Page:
I set to work. My first deployments, in the Boulder Creek Critical Zone Observatory, were a partial success—not as good as I wanted, but good enough to know that I was on the right path. Then, during Spring 2012, my officemate, Katy Barnhart, suggested that I build instruments to help with upcoming field work to study Kennicott Glacier in Alaska. I redesigned the circuit boards, improved the subsystems, and cleaned and rebuilt the source code. Finally, after soldering hundreds of components and fully testing each assembled logger—connected to sensors for snow depth, river stage, and air temperature—I sent them on their way and hoped to the heavens that they would not fail. They were mounted to the bridge over the river and on ablation stakes supporting GPS monuments (to measure glacier velocity), and some were left to overwinter. When Billy Armstrong (Armstrong et al. 2013) returned after the second field season, he told me that his GPS units had been frustrating, but that at least he knew that the whenever he pushed the “reset” button on one of the “AndyLoggers” (as he called them), it would flash out a pattern that told him that it was working perfectly. And that's when I knew that I really had done it.
My two best friends and I started a company, Northern Widget LLC, to manage the ALog data logger development and distribution. Since that time, I have improved on the prototype design used by Armstrong et al. (2013), and worked to help scientists on projects in Chile, Bangladesh, Greenland, Louisiana, Colorado. In September 2013, I visited Kennicott Glacier, the site of our first major success. By this time, these surprisingly rugged ALog prototypes had built a continuous record of over a year of streamflow—fed by glacier melt—along with the temperature and snow depth measurements necessary to model glacier mass balance.
2. How it works
The ALog is made up of an amalgamation of subsystems inspired by and based upon existing open-source hardware, with a few additions, subtractions, and modifications to make it a better data-collecting-and-storing machine. In essence, it comprises five components: a microcontroller as the “brain”, screw terminals that connect to sensors, a clock to keep the time and tell the ALog when to read and record data, a SD card (Secure Digital card: This is the type of memory device used often in digital cameras.) to save the data, and human interface components (USB port and LED) to interact with and program the ALog. These components work together in an intricate dance choreographed by the ALog software.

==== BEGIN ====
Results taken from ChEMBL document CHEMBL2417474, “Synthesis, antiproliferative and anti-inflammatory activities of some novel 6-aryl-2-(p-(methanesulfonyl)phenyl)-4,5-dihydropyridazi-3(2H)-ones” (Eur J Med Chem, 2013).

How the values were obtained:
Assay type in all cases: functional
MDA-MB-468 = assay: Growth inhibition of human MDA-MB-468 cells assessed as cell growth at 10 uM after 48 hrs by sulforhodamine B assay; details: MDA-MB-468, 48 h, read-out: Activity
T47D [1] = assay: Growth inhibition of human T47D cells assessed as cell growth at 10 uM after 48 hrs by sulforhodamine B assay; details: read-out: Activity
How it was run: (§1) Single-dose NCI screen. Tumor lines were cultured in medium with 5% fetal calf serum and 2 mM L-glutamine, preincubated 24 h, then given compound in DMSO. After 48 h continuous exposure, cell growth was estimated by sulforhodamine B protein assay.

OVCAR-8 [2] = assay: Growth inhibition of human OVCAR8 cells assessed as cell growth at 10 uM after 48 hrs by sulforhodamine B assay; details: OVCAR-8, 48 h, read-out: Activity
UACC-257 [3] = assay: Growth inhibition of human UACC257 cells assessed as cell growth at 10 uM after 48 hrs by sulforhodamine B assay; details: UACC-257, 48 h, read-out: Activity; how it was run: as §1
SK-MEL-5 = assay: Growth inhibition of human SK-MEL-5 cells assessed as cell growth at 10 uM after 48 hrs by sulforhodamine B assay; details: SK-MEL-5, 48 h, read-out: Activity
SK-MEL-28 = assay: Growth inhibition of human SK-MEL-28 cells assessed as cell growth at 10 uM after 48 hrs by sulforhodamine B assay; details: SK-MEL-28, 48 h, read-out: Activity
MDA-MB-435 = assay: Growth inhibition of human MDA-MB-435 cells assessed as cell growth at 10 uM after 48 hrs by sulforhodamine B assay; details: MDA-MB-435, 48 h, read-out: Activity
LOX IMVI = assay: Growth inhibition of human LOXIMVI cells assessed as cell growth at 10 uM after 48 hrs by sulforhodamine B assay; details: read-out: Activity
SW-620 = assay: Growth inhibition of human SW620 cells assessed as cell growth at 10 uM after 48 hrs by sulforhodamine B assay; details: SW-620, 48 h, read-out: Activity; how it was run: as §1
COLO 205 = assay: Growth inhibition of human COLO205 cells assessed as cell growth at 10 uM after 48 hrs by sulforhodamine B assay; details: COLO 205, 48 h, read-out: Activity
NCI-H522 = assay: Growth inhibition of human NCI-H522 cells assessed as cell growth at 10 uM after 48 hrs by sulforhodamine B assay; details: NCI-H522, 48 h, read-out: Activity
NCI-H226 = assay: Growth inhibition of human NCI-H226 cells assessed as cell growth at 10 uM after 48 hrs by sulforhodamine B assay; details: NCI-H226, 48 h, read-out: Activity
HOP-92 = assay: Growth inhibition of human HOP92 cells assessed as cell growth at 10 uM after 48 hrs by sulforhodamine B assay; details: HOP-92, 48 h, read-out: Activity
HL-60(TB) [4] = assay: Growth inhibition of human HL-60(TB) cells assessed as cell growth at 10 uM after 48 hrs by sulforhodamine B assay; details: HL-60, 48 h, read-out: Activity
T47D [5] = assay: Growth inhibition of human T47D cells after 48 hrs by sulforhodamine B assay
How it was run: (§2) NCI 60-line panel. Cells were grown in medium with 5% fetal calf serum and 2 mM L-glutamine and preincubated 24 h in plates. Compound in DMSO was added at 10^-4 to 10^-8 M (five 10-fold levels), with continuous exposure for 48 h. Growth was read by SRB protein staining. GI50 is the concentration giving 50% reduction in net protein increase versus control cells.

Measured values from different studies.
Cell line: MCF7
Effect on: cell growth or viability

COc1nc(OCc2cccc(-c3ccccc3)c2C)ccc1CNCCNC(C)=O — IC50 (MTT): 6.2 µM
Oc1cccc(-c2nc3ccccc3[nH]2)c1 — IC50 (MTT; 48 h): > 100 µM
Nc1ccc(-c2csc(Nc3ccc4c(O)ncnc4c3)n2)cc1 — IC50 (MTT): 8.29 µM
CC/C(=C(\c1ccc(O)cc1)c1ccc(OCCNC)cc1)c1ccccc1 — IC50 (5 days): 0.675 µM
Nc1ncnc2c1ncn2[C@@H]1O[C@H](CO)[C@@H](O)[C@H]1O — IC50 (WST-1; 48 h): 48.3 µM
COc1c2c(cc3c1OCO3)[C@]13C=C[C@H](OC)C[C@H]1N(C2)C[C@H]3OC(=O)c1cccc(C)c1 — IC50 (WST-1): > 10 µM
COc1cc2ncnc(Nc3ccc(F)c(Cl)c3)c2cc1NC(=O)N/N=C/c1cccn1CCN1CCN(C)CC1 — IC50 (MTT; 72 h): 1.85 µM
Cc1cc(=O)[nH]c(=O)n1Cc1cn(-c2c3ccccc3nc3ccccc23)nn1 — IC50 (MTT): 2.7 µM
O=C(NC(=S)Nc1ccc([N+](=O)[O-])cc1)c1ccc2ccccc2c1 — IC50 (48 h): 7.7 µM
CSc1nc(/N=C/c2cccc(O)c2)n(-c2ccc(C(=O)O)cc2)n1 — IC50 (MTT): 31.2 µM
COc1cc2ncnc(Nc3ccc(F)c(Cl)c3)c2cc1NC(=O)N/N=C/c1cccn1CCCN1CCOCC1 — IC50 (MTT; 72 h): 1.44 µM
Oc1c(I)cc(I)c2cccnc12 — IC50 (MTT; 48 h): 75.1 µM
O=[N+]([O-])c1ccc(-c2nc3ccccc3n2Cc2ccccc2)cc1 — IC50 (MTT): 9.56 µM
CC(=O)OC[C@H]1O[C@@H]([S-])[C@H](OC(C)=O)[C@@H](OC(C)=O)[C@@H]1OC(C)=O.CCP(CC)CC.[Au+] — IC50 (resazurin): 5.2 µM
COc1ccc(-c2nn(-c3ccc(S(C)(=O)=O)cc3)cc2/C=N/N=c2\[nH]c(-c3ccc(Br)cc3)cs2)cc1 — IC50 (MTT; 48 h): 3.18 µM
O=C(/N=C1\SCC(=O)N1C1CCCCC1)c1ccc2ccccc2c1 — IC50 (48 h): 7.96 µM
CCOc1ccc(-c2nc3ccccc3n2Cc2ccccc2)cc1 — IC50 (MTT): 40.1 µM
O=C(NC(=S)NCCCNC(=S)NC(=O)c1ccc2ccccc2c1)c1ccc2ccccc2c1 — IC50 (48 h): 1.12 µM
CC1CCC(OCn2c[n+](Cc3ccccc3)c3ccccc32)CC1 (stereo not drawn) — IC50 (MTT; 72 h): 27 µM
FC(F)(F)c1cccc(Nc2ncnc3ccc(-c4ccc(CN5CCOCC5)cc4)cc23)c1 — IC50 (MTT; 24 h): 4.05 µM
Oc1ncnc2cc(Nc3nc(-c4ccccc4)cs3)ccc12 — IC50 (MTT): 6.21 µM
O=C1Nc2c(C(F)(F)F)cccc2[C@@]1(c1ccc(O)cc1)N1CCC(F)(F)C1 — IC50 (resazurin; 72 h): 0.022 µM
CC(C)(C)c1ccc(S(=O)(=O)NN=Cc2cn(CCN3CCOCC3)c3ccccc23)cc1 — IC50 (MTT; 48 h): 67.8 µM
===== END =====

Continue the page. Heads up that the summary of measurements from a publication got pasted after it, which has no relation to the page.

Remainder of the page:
Software for the ALog is centered around a C++ software library, called “Logger,” which encapsulates two sets of functions and variables (Fig. 3). The first set defines the characteristics of the ALog—such as how the microcontroller connects with the other on-board devices—and core functionality—such as setting its clock, writing data to the SD card, and managing its power consumption. The second set of functions and variables interface the ALog to sensors; as users add functions for new sensors, they indirectly help numerous other scientists by saving them the time required to reproduce that effort.
At the core of the ALog hardware is a microcontroller chip. This is a small computer that can be programmed to interact with its environment both by collecting inputs from the surrounding world and by taking actions of its own via electrical signals. The ALog uses the same chip (ATMega328) as the Arduino Uno, for full compatibility with the main line of Arduino boards.
This microcontroller chip interfaces with sensors that can be connected to the ALog through a set of screw terminals (Fig. 4). It can receive signals from sensors as analog voltages (common for temperature sensors), by reading the length of a voltage pulse, or by serial communication similar to a modem. The latter includes recent Arduino support for the SDI-12 protocol, which is popular in environmental sensing and allows multiple sensors to be read from a single connection to the logger (see https://github.com/StroudCenter/Arduino-SDI-12).
An accurate real-time clock is essential to any data logging system. The clock integrated into the ALog is internally temperature-compensated, which reduces its drift—the rate at which it strays from an absolute time standard—to 1–2 minutes per year. Time is managed and recorded as Unix time, the number of seconds elapsed since midnight UTC on 1 January 1970. This is a standardized representation of time that can be converted to a calendar age, and using it sidesteps time zone and daylight savings time problems common to current commercial data loggers.